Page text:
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Case In Point

Mindy Chapman Esq. is the founder of the nationally acclaimed “Workplace
Training that Clicks & Sticks™” and co-author of the American Bar
Association’s best seller and authority on civil rights training, “Case
Dismissed! Taking Your Harassment Prevention Training to Trial.” Case In Point is an entertaining look at the employment law cases impacting you today, plus practical ways to protect yourself and your company.

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We’ve all picked up the phone and been asked to give a reference about a former employee. For some, you’re glad they are out of your hair and it’s too late for them to sue you. So you’re honest about the person. But be careful. As a new case shows, it may never be too late for an ex-employee to take you to court …

Have you ever been suspicious about an employee’s request for FMLA leave? Employees have learned to play the FMLA game quite well in the 17 years since the law was passed. In this new case, an "attendance-challenged" employee was denied extra vacation leave for her wedding, so she then submitted an FMLA leave request for those same dates. Hmmmm … smell fishy?

Supervisors and managers MUST report harassment to higher-ups. But what are the reporting obligations of “team leaders” or “leads”? These are people who have more responsibilities than employees but less than full-fledged members of management. Leads live in that “gray zone” somewhere in between. So what are their obligations? One court recently clarified it: Train them like managers to report suspected harassment. Staying silent will create liability.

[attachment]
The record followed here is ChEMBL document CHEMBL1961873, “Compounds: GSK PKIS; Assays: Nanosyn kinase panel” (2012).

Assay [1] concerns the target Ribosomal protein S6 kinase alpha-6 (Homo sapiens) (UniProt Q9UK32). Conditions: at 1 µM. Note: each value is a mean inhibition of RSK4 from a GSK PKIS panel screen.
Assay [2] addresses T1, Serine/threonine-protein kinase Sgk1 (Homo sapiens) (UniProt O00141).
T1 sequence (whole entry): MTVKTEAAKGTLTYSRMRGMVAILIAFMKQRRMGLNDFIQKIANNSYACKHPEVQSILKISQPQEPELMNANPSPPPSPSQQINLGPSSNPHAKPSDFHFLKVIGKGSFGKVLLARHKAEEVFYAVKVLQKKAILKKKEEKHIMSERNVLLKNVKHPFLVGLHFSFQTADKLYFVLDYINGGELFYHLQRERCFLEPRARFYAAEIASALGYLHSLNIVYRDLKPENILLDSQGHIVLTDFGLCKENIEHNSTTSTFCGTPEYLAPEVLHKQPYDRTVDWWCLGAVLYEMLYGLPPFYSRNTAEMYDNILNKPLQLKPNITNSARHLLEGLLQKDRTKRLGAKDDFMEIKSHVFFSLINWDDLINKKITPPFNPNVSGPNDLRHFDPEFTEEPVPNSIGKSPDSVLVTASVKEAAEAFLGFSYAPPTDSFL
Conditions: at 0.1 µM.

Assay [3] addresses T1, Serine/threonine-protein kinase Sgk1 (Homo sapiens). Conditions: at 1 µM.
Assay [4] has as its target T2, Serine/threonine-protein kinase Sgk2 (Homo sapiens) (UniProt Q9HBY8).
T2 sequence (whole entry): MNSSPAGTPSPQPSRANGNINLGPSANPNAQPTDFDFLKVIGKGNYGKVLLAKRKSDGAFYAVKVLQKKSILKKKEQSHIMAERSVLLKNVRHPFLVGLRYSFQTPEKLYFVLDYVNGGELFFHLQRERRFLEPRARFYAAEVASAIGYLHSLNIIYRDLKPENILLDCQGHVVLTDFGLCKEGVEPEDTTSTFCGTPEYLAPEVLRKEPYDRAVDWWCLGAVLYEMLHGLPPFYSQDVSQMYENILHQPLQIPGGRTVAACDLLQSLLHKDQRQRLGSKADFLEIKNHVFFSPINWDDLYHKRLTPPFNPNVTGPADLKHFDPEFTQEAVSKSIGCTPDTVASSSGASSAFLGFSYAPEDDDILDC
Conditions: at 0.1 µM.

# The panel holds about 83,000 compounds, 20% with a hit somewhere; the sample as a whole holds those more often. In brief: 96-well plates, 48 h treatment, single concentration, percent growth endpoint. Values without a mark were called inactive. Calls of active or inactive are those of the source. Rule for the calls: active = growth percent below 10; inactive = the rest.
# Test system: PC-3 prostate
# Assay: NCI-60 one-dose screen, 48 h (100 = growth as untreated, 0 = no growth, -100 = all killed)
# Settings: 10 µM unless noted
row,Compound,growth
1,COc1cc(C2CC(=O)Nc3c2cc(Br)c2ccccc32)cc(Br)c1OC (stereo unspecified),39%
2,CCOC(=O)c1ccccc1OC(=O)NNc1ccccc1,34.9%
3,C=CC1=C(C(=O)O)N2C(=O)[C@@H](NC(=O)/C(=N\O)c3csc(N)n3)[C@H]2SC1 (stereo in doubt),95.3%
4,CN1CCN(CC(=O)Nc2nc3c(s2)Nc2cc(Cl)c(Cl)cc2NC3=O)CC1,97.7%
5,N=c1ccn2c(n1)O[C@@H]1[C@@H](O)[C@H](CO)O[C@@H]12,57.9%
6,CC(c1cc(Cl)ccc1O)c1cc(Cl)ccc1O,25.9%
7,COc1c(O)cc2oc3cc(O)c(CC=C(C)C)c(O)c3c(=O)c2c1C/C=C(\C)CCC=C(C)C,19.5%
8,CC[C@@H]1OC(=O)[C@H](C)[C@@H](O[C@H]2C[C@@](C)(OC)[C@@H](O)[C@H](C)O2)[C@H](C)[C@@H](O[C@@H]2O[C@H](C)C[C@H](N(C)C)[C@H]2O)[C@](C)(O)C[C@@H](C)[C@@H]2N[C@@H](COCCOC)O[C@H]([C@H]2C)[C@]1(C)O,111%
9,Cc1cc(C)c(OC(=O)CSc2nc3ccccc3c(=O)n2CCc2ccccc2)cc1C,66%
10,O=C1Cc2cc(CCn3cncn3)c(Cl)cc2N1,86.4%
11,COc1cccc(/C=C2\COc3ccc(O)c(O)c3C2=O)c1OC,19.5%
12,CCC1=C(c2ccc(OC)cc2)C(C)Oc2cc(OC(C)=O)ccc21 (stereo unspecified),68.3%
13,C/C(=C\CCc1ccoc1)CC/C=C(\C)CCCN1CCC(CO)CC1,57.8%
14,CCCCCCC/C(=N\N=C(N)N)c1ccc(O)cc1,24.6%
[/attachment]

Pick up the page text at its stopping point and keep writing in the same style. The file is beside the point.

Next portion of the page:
Personal voice mail messages are in the news this month. They can come back to haunt you, as Tiger Woods found out when he left evidence of his infidelity on voice mail. But what about leaving a voice mail message for a co-worker or subordinate? One court said, “Beware!” They can be smoking guns aimed directly at the employer’s wallet ...

What’s the difference between a friendly glance between co-workers and a sexual stare? A recent court ruling shows that sexual harassment is in the eye of the beholder — and managers better not roll their eyes if they witness it …

Job postings go up … they come down. They go up … they come down. It all seems quite normal. That is, unless you pull down a job posting to avoid a specific type of candidate. As this new case shows, you can’t delist a job or try to “hide” the position when you don’t like who applies. Peek-a-Boo, the court will catch you!

What if a management consultant suggests that you find “young, energetic” people to take over? A court ruling last week sends a clear warning: Be careful who you listen to for advice … and where you write it down.

It’s getting dark out sooner. And with the darker season comes struggles for employees who suffer from Seasonal Affective Disorder (SAD). SAD is a form of depression in which a decrease of natural light triggers a mood disorder. So does that mean you may have to offer SAD sufferers a workspace near sunlight? Quite possibly, as a recent court ruled that “Natural light may be a medical necessity”…

Have you checked your company’s bulletin boards lately? Do they show the correct, updated federal- and state-law posters? As this week’s new court ruling shows, poster mistakes can actually breathe new life into supposedly dead employment lawsuits …

The Americans with Disabilities Act (ADA) has been in place for almost 20 years and was expanded this year to create even broader protections. If employees know their rights, and courts know them too, why don’t employers? Let’s see how a talk show ended up in the middle of a big courtroom drama …

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